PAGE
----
Our human brains and our ability to “talk” to ourselves are miracles of nature. Problem is, they often get things wrong ̶ or even totally backwards. So say two of my favorite and very wise self-help authors and teachers, Byron Katie and Martha Beck. I am learning to believe them.
Take for example the ways we talk to, scold, or belittle ourselves. Or even freak ourselves out completely.
- “I should be getting more done.”
- “Everyone is more productive and successful than I am.”
- “I need to lose weight.”
- “I look terrible in this outfit.”
- “I’m not good enough.”
- “What I’m writing right now will make no sense to others.”
(Yes, that last thought just went through my own head.)
What’s the deal? Why do we punish our precious, amazing, and brilliant selves in this way?
If you really look at the truth of the way things are in your life, you will realize that your self-talk should very likely say exactly the opposite of what it is currently saying.
I took some time just now to do my own experiment here. I sat at my kitchen table with my afternoon cup of coffee and allowed my usual river of self-talk to begin flowing. I don’t know about you, but my self-talker can really get to babbling. As I enjoyed my coffee, I paid attention and just listened. Whenever I “heard” something, especially something worrisome or self-demeaning, I promptly wrote the exact opposite in my journal as a positive affirmation. The result? Some very kind, compassionate, uplifting, and – as it turns out – very true statements flowed onto the pages.
Guess how I felt after about 20 minutes of this? Amazing!!!
I quickly realized this could be an excellent technique for diffusing the common discomfort and stress we sometimes experience in networking and social situations.
Be honest. How many times have you attended a networking event, meet-up, or other social gathering and felt totally ill at ease – or just not totally comfortable or confident – in your ability to make conversation and connections? What if you took the time to notice the negative self-talk in your head that goes with this feeling and completely turned it around?
For example, maybe you’re thinking one of these thoughts:
- “I won’t know anyone here.”
- “I don’t know what to say or even how to get a conversation going.”
- “I have nothing in common with these people.”
- “I don’t belong here.”
- “There’s no one here I really want to know or who can help me.”
- “I feel so awkward; I don’t know what to do.”
- “This is so painful and draining.”
- “I should have stayed home.”
Now, one by one, diffuse these very self-demeaning thoughts and come up with positive, encouraging opposites.
- “I probably know someone here – or I’ll just make some cool new friends.”
- “I know exactly what to say and will enjoy some great conversations.”
- “There are so many people here who I’d like to know and who can help me and share their wisdom with me.”
- “I will discover that I have a lot in common with these people.”
- “I belong here.”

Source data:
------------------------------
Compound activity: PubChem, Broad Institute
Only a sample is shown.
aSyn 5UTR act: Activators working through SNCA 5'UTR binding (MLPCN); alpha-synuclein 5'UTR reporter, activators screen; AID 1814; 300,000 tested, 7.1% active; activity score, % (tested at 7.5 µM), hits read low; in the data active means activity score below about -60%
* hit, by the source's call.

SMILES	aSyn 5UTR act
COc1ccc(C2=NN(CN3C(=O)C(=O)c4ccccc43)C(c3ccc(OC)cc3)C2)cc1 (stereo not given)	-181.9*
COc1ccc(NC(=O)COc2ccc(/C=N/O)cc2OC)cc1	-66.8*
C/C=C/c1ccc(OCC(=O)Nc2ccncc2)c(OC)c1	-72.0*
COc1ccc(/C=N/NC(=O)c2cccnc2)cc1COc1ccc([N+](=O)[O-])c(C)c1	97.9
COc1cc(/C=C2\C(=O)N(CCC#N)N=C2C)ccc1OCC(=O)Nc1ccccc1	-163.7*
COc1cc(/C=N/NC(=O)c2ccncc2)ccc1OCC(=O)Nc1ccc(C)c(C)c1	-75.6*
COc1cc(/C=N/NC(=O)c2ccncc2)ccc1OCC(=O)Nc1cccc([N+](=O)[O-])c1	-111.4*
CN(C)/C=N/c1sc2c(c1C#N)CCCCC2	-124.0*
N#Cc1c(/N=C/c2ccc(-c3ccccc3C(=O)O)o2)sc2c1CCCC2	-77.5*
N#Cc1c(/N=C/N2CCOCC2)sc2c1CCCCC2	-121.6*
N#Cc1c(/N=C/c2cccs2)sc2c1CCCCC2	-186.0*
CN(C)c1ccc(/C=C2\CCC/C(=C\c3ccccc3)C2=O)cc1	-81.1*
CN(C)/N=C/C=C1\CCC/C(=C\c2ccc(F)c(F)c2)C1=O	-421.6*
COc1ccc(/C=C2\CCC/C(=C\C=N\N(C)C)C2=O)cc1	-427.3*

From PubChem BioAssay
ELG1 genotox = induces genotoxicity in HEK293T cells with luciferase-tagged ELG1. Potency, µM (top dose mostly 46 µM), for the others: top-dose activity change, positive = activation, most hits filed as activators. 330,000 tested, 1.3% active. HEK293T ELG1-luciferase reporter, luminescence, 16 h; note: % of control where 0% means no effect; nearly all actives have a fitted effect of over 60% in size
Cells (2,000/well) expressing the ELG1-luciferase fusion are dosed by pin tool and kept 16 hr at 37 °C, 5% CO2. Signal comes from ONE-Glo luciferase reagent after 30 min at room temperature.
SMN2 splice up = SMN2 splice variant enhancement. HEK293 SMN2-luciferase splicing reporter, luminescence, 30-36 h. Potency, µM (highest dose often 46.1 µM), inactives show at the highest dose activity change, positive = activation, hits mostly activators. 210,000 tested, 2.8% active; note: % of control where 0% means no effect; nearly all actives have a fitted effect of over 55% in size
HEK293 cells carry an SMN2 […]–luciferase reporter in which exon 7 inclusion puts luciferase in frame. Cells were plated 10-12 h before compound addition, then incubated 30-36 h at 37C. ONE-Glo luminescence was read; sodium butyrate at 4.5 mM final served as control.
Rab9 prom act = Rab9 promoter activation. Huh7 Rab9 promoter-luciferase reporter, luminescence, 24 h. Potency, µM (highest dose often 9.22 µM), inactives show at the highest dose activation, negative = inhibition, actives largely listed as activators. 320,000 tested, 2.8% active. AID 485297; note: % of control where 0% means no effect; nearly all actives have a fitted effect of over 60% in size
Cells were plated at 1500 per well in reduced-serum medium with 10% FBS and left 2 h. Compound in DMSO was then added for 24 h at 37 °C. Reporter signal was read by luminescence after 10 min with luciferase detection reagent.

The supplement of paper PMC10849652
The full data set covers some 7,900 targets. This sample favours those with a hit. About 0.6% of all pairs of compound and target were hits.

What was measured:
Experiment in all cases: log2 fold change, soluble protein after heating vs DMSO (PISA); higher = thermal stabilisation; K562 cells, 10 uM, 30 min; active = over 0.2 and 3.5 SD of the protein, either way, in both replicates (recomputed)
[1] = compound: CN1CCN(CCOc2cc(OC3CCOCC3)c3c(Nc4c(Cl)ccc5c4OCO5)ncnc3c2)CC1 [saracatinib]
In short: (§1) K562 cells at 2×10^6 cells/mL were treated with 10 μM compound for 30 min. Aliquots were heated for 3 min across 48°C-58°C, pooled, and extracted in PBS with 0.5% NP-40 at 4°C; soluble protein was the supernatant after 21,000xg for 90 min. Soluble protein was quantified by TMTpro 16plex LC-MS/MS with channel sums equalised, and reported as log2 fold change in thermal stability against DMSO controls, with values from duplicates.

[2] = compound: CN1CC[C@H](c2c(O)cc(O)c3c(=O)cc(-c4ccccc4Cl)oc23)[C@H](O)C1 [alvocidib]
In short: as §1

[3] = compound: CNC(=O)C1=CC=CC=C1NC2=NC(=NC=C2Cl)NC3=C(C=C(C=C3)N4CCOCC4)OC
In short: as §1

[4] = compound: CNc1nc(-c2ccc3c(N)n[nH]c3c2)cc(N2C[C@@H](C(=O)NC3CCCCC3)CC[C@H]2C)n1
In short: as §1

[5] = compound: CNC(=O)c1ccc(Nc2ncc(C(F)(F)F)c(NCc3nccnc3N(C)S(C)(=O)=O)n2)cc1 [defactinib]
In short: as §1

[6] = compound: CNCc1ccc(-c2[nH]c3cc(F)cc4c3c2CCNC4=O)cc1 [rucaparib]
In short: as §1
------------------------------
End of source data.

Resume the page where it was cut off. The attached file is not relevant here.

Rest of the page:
- “I feel comfortable and confident and know exactly what to do.”
- “This is so much fun and energizing!”
- “I will be so glad I came here!”
Sound a little crazy? Maybe. But, I challenge you to give it a try. Sometimes our worst enemies are the pesky demons within us. And our biggest weakness is our attitude. Why not make peace, denounce the tyranny, and become a more positive and encouraging force in your own life – and social life?
Let me know what you think about this. Crazy? Effective? Life-altering?
Could you or your people use a dose of uplifting ideas to make conversing, connecting, and collaborating a more enjoyable, positive, and productive experience? Contact me at patti[at]intentionalnetworker[dot]com and let’s talk about how my workshops and other programs can create positive changes in your work environment.
Patti, I love that sentence: “I don’t know about you, but my self-talker can really get to babbling.” Oh, yes! (Especially in the middle of the night.) Thanks for the suggestion on how to counter it. I’ve spent a lifetime trying to tune it out–with varying degrees of success–and am looking forward to trying your constructive approach.
Hi Julie! Yes, my little mind is often aswirl with thoughts. Many positive and creative and full of possibilities, but some just not very helpful. Who needs those??? Hope the technique I shared works for you! Thanks for the comment!
Amen! Amen! Amen! You know how I feel — “the most important story you’ll ever hear is the one you tell yourself.” So, I agree with you. Make it a good one. My evil babbler would have me think I should be able to do this with ease by now. My compassionate inner voice–I call her Miss Rita–reminds me it’s a daily (sometime moment by moment) practice. Love your examples of how to change that self-talk into an engaging force. You’ve made my day fill with sunshine and it’s not even 8:30a.
So glad you found this helpful and affirming. Golly, we can be so tough on ourselves!! Hope the rest of your day / week are filled with sunshine, ease and grace! Thanks for commenting!